Also, the late Alan Rickman plays Hans Gruber, arguably one of the greatest villains ever seen on the big screen. If you came to watch Willis, you’ll also stay for Rickman. Gruber is a clear message for everyone that a sharp-dressed man doesn’t mean he’s charming on the inside. A façade like Gruber’s will make any person second guess the next suit and tie who walks into a room. Hopefully, a character like this will instill some kind of gut instinct for your kids to stay alert of anyone at any time. After all, if you hear someone coming down the chimney on Christmas eve, you might want to see Santa’s reindeer before believing he’s actually jolly old St. Nick. Who knows – there might be a Gruber under that red outfit.

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Harry Potter and the Sorcerer’s Stone (2001)
Rating: PG
Length: 2 hours, 32 minutes

PG Rating, via Motion Picture Association of America: “Some Material May Not Be Suitable for Children – Parents urged to give ‘parental guidance.’ May contain some material parents might not like for their young children.”

On a cheerier side of things, Harry Potter and the Sorcerer’s Stone is one of the best family movies to turn on, especially during the holiday season. As this movie progresses through the first year at Hogwarts School of Witchcraft and Wizardry, the family will watch Harry Potter as the seasons turn. You will get to watch the leaves fall and eventually snow, too. This natural element gives you even more reason to want to cozy up to a fire or underneath a blanket, while watching “the boy who lived.”

This movie does have some scary elements that could be upsetting for younger kids, such as a large troll attempting to bash Harry and his friends, Hermione and Ron, with a giant club. There is also a scene of a cloaked figure crouched over a dead unicorn – draining its silvery blood – and could be problematic for any kid who hasn’t seen live-action movies involving death, especially of such a beloved creature like a unicorn. So, there are certain moments worth watching ahead to determine if your kids are old enough to sit through the film.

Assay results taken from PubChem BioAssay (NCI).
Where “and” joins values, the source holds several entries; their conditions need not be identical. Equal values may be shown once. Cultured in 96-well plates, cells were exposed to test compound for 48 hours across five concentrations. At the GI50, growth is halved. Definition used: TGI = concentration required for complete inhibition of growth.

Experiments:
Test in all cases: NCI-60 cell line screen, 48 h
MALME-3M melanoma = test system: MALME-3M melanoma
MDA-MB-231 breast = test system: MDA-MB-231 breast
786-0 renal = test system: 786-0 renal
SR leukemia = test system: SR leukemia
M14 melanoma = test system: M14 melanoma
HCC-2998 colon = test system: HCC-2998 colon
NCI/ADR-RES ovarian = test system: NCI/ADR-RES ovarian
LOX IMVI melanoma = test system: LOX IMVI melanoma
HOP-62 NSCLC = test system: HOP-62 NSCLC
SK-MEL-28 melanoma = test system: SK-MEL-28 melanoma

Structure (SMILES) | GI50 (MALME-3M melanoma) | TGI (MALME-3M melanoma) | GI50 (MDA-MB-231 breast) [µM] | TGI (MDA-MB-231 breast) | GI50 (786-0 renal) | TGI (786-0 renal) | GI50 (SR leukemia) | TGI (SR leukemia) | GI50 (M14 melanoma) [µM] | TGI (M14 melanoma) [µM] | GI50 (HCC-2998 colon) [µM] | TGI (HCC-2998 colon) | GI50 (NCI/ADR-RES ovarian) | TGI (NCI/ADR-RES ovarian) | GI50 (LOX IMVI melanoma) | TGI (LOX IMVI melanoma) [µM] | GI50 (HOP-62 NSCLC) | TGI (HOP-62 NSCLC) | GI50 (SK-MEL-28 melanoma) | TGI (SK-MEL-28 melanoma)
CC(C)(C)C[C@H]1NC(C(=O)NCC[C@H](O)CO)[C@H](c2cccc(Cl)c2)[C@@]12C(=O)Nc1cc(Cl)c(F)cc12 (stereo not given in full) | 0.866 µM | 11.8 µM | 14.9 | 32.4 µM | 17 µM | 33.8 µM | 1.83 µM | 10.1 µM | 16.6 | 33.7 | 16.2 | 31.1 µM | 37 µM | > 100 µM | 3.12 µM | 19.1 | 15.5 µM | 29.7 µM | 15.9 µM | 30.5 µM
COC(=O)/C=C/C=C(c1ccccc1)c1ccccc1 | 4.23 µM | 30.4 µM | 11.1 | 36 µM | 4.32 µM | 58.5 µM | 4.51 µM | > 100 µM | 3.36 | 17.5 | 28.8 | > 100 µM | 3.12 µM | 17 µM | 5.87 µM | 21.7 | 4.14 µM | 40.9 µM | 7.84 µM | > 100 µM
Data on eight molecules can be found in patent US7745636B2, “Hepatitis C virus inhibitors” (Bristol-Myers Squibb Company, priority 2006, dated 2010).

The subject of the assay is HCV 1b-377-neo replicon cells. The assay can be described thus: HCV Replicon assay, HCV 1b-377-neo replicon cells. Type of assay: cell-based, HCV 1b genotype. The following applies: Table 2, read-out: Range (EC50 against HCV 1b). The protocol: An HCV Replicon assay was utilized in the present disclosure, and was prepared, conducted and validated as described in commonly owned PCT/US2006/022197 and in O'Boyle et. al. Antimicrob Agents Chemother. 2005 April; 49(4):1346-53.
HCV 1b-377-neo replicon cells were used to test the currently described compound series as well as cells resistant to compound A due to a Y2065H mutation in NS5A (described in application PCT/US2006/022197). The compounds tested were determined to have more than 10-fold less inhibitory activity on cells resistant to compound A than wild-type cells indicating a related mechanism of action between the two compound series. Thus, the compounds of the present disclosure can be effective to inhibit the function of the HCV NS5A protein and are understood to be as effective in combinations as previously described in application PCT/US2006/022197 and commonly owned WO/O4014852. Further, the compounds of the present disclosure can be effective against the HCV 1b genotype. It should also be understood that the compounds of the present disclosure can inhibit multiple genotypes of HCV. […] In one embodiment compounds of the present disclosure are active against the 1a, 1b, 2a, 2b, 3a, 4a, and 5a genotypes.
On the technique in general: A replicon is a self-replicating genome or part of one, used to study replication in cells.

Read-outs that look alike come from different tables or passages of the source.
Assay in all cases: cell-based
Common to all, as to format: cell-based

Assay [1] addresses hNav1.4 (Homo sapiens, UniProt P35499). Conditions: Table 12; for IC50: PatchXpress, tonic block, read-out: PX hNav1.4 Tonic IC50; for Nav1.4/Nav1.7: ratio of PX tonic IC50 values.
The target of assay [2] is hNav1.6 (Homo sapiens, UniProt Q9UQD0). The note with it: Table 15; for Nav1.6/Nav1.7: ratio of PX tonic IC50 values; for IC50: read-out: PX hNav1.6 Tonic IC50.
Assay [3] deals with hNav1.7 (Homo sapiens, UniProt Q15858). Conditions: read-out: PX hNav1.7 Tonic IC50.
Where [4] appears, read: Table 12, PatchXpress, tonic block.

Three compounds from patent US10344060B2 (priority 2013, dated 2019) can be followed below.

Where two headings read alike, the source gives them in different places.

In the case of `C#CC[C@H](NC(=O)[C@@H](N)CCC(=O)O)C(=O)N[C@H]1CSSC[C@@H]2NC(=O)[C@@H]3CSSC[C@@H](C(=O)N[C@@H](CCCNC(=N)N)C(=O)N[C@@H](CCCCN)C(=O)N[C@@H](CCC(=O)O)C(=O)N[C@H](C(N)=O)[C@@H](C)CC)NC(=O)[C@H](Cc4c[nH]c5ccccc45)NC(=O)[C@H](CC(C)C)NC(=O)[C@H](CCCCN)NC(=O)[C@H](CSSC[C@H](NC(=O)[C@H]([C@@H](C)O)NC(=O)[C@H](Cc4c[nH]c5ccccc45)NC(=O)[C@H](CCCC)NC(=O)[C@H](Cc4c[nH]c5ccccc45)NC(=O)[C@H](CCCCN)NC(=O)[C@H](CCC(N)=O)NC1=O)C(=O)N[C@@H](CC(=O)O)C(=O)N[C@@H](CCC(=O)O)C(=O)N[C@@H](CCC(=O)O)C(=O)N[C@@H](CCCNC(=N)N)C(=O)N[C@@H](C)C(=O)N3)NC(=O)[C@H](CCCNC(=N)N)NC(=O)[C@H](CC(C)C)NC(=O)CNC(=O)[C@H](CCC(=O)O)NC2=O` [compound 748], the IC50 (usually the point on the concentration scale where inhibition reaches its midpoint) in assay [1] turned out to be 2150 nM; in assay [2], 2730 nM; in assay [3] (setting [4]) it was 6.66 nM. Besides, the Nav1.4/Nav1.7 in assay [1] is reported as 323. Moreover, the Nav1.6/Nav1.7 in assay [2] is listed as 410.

Harry Potter presents friendship in a positive light, while echoing the effects mocking can have on another person – just because they speak differently. This film highlights how friendship and learning to depend on others can build trust in ways that will last forever. Harry, Hermione, and Ron are three peas in a pod, and I think it’s important for kids to recognize that boys and girls can be each other’s best friends. I think it’s a wonderful baseline for kids to understand that boys and girls can be anything when they grow up, and seeing someone as a close friend allows kids to understand that point so much easier. Granted, Ron does mock Hermione early in the film, but it’s her relationship with Harry that illustrates a wonderful relationship worth emulating.

Common Themes with Classics

It’s safe to say that Kris Kringle (Miracle on 34th Street) and George Bailey (It’s a Wonderful Life) might resemble John McClane more so than Harry Potter. Both Kringle and Bailey have difficulties dealing with stress and lash out in anger. Obviously, both of these films have nothing as violent as Die Hard, but the core of the characters do express something simple – everyone is flawed, even Santa Claus.

Overall, there’s a connection of wanting to do the right thing. People want to believe in Kringle as the real Santa Claus, while Bailey has a town come to his rescue after years of helping others. Big, memorable movies have characters who understand the scope of their limits, while still wanting to reach for the stars and do more. McClane wanted to rescue his wife and save a tower full of hostages. Harry Potter wanted to discover who was attempting to steal the Sorcerer’s Stone, while also learning how to have friends and believe in them as much as they believe in him.

These characters are filled with doubt, much like most kids of any age, including some geeky parents. It’s important to let their imaginations run wild in a fantastic movie and see how these imperfect characters find a way to be perfect in their own minds. In the long run, understanding a fictional character’s good heart and flaws will allow us all to better understand our own.

Until next time, happy parenting and happy geeking.

S.T. Lakata, Fanbase Press Senior Contributor